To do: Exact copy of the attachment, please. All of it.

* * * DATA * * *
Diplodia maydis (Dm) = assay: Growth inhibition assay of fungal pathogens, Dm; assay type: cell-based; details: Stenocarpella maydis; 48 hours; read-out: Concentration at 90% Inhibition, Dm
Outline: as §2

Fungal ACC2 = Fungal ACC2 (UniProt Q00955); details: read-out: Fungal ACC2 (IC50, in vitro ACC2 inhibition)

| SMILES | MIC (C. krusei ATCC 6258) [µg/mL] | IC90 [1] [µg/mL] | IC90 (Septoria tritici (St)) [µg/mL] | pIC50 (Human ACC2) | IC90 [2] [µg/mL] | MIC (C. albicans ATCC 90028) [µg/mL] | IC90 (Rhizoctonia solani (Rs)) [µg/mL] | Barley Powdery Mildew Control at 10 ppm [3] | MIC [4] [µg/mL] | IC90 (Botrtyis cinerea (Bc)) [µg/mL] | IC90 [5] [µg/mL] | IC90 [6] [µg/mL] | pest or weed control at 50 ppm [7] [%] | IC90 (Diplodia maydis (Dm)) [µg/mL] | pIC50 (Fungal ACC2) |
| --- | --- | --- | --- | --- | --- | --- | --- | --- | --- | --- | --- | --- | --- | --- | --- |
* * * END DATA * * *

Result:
Diplodia maydis (Dm) = assay: Growth inhibition assay of fungal pathogens, Dm; assay type: cell-based; details: Stenocarpella maydis; 48 hours; read-out: Concentration at 90% Inhibition, Dm
Outline: as §2

Fungal ACC2 = Fungal ACC2 (UniProt Q00955); details: read-out: Fungal ACC2 (IC50, in vitro ACC2 inhibition)

| SMILES | MIC (C. krusei ATCC 6258) [µg/mL] | IC90 [1] [µg/mL] | IC90 (Septoria tritici (St)) [µg/mL] | pIC50 (Human ACC2) | IC90 [2] [µg/mL] | MIC (C. albicans ATCC 90028) [µg/mL] | IC90 (Rhizoctonia solani (Rs)) [µg/mL] | Barley Powdery Mildew Control at 10 ppm [3] | MIC [4] [µg/mL] | IC90 (Botrtyis cinerea (Bc)) [µg/mL] | IC90 [5] [µg/mL] | IC90 [6] [µg/mL] | pest or weed control at 50 ppm [7] [%] | IC90 (Diplodia maydis (Dm)) [µg/mL] | pIC50 (Fungal ACC2) |
| --- | --- | --- | --- | --- | --- | --- | --- | --- | --- | --- | --- | --- | --- | --- | --- |